an empirical investigation of antecedents of b2b websites

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  • AN EMPIRICAL INVESTIGATION OF

    ANTECEDENTS OF B2B WEBSITES

    EFFECTIVENESS

    G o u t a m C h a k r a b o r t yV i s h a l L a l a

    D a v i d W a r r e n

    f

    A B S T R A C TThe purpose of this study was to identify the factors that influencecustomers perceptions of the effectiveness of business-to-businessWebsites and to test empirically the significance of these factors.Based on a review of academic and trade press literature, weidentified eight factors that are thought to influence business-to-business Website effectiveness. Following standard scaledevelopment procedures, we developed valid and reliable scales formeasuring each of these eight factors. A Web survey-based fieldstudy was conducted in which 540 business customers of a powertool company gave their opinions about one of eight constructionindustry Websites with which they were most familiar. Wesimultaneously tested the significance of these eight factors in

    2002 Wiley Periodicals, Inc. and

    Direct Marketing Educational Foundation, Inc.

    f

    JOURNAL OF INTERACTIVE MARKETING

    VOLUME 16 / NUMBER 4 / AUTUMN 2002

    Published online in Wiley InterScience (www.interscience.wiley.com).

    DOI: 10.1002/dir.10044

    51

    GOUTAM CHAKRABORTY is anAssociate Professor of Marketing atOklahoma State University,Stillwater, Oklahoma.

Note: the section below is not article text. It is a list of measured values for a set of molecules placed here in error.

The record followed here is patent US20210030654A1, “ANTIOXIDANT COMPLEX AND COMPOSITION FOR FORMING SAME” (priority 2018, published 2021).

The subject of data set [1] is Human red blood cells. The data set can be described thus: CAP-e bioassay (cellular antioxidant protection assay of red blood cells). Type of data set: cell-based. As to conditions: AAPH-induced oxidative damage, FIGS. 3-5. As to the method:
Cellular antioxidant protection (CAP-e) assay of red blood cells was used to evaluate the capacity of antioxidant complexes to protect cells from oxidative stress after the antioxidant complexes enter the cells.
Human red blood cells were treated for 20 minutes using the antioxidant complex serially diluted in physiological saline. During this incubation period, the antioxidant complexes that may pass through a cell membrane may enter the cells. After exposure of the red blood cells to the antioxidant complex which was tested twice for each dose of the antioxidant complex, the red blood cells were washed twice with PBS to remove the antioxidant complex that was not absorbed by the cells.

VISHAL LALA is a doctoralstudent in marketing at OklahomaState University, Stillwater,Oklahoma.

    DAVID WARREN is an MBAstudent at Oklahoma StateUniversity, Tulsa, Oklahoma.

    This research was conducted withsupport from a large power-toolcompany in the Midwest regionthat wishes to remain anonymous.An earlier version of this articlewon the conference-wide bestpaper award at the DMEFs 13thAnnual Educators Conference. Theauthors acknowledge helpfulcomments and suggestions fromthe editor and an anonymousreviewer of JIM, two anonymousreviewers of the DMEFs 13thAnnual Educators Conference,Loren Zeller, and Tracy Suter.

  • explaining the effectiveness of Websites. Ourresults suggest that of the eight factorsconsidered, informativeness, organization,transaction-related interactivity, andpersonalization are significant predictors ofWebsite effectiveness. We found no directrelationship between the other factors (non-transaction-related interactivity, privacy/security,accessibility, and entertainment) and Websiteeffectiveness.

    The growth of and the hype associated withInternet commerce in both business-to-business(herein referred to as B2B) and business-to-consumer (herein referred to as B2C) domainshave been discussed extensively in both aca-demic and trade press literature (Day, 1998;Lohse, Bellman, & Johnson, 2000; Peppers &Rogers, 2001; Peterson, Balasubramanian, &Bronnenberg, 1997; Porter, 2001; Seybold,2001). Although commerce may be conductedon the Internet in a multitude of ways, one ofthe commonly used methods for generatingcommerce involves selling goods and servicesthrough a companys Website. While some re-searchers have expressed concerns about com-moditization of undifferentiated products onthe Internet (Alba et al., 1997; Bakos, 1997;Lynch & Ariely, 2000), others have found thatWebsites play important roles in overcomingcommoditization and introducing price hetero-geneity (Brynjolfsson & Smith, 2000). Beyondcommerce, a companys Website is also used forcommunicating, entertaining, and interactingwith customers, prospects, and other stakehold-ers. Thus, one of the important issues for man-agers is to be able to understand, measure, andtrack the different factors that influence theeffectiveness of their Websites.